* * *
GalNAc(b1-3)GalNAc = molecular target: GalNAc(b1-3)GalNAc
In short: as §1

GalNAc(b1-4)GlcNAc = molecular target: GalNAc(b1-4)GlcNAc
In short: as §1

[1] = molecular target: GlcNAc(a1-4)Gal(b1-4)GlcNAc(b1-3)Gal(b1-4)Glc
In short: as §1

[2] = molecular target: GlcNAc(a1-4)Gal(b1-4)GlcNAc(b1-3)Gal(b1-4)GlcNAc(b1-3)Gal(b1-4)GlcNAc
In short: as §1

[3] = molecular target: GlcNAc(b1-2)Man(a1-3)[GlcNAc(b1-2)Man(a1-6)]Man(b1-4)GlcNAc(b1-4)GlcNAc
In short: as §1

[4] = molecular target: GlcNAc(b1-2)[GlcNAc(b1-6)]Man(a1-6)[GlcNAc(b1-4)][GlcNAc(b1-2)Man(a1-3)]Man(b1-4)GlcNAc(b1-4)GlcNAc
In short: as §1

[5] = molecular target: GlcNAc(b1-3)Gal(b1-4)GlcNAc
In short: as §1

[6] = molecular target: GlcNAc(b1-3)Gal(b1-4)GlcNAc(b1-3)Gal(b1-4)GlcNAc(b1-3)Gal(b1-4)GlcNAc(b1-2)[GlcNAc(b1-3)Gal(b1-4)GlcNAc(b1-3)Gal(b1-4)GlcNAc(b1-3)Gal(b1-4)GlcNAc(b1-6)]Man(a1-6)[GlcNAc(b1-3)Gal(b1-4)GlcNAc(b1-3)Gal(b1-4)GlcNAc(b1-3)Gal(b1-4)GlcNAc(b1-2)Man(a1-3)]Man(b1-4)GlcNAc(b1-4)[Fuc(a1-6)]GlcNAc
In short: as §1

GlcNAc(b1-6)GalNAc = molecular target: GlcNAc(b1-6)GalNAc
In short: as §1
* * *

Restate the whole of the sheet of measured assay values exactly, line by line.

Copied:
GalNAc(b1-3)GalNAc = molecular target: GalNAc(b1-3)GalNAc
In short: as §1

GalNAc(b1-4)GlcNAc = molecular target: GalNAc(b1-4)GlcNAc
In short: as §1

[1] = molecular target: GlcNAc(a1-4)Gal(b1-4)GlcNAc(b1-3)Gal(b1-4)Glc
In short: as §1

[2] = molecular target: GlcNAc(a1-4)Gal(b1-4)GlcNAc(b1-3)Gal(b1-4)GlcNAc(b1-3)Gal(b1-4)GlcNAc
In short: as §1

[3] = molecular target: GlcNAc(b1-2)Man(a1-3)[GlcNAc(b1-2)Man(a1-6)]Man(b1-4)GlcNAc(b1-4)GlcNAc
In short: as §1

[4] = molecular target: GlcNAc(b1-2)[GlcNAc(b1-6)]Man(a1-6)[GlcNAc(b1-4)][GlcNAc(b1-2)Man(a1-3)]Man(b1-4)GlcNAc(b1-4)GlcNAc
In short: as §1

[5] = molecular target: GlcNAc(b1-3)Gal(b1-4)GlcNAc
In short: as §1

[6] = molecular target: GlcNAc(b1-3)Gal(b1-4)GlcNAc(b1-3)Gal(b1-4)GlcNAc(b1-3)Gal(b1-4)GlcNAc(b1-2)[GlcNAc(b1-3)Gal(b1-4)GlcNAc(b1-3)Gal(b1-4)GlcNAc(b1-3)Gal(b1-4)GlcNAc(b1-6)]Man(a1-6)[GlcNAc(b1-3)Gal(b1-4)GlcNAc(b1-3)Gal(b1-4)GlcNAc(b1-3)Gal(b1-4)GlcNAc(b1-2)Man(a1-3)]Man(b1-4)GlcNAc(b1-4)[Fuc(a1-6)]GlcNAc
In short: as §1

GlcNAc(b1-6)GalNAc = molecular target: GlcNAc(b1-6)GalNAc
In short: as §1